"Permaquad" Climbing Anchor
The “Permaquad” is an improved, streamlined, and safer version of the “quad anchor” commonly used by climbers.
Rock and ice climbing involve obvious risks. Although accidents related to gear failure have declined as the result of technological advances, accidents attributed to human error have persisted. Hand-tied “quad anchors,” a relatively new advance in protection systems, can mitigate the risk of a fall by distributing the load equally between two anchor pieces. Because these systems are assembled by the climber, they are subject to human errors that can go unnoticed while knotting together the anchor components. Furthermore, climbers who wish to use the quad anchor system must carry either at least fourteen feet of cordelette or a quadruple-length sling with them while climbing and construct the system on their own. Many climbers are tempted to leave the knots of the quad systems permanently in place for convenience; this practice does not substantially improve the system’s portability and creates wear points that can lead to failure.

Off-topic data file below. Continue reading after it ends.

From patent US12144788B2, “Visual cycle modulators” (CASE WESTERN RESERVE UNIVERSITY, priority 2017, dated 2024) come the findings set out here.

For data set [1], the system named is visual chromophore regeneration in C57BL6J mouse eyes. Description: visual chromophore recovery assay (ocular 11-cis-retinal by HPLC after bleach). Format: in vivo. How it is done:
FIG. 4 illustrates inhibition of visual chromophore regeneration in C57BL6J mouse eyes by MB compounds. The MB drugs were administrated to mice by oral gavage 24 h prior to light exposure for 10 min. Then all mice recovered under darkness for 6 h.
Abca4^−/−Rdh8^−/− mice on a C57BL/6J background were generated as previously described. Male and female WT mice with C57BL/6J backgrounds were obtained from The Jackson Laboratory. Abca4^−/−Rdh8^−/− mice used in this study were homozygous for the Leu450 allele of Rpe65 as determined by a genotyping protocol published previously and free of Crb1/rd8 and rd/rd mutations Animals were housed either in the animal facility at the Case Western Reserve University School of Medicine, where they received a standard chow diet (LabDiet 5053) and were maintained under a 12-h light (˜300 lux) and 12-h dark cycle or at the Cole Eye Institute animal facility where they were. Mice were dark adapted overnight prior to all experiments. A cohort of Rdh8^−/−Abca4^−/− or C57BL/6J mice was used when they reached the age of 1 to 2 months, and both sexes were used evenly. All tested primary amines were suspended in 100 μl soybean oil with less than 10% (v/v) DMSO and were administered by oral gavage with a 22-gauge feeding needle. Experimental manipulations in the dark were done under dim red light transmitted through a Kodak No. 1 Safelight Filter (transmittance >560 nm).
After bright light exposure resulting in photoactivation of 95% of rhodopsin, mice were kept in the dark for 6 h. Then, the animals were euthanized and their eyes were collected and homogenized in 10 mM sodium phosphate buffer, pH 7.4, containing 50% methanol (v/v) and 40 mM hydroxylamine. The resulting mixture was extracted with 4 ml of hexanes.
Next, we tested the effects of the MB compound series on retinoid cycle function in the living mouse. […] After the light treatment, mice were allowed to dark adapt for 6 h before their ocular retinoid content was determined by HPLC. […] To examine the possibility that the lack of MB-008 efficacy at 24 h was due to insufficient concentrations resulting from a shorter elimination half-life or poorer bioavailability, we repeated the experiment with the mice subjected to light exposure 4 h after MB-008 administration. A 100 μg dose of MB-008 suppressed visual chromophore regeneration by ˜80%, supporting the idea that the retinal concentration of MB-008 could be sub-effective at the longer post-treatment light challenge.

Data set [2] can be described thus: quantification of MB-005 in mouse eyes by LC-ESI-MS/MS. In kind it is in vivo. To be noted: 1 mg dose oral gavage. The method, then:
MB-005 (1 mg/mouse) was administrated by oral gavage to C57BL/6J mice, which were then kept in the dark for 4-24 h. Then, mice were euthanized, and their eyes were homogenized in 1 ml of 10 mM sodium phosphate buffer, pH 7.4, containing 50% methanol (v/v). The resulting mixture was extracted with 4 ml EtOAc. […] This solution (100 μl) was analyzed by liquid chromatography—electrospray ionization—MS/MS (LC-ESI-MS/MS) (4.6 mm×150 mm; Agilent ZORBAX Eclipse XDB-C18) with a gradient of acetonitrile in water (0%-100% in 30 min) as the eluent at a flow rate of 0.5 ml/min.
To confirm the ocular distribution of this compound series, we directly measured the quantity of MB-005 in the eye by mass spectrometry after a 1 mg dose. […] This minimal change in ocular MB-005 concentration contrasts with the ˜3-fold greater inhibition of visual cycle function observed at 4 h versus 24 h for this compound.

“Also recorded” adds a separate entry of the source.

In response for the need for a safer, more convenient device, USU researchers have developed an ready-made version of the quad anchor, which eliminates the potential for human error and improves portability and convenience. The device includes loops that provide redundancy in the event of rope failure and that reduce the opportunity of anchor failure.
The Permaquad does not need to be re-assembled for each climb, reducing the chance of human error. It also avoids the erosion that typically occurs in a permanently self-tied system, and reduces bulk and weight of equipment.
Rock and ice climbing.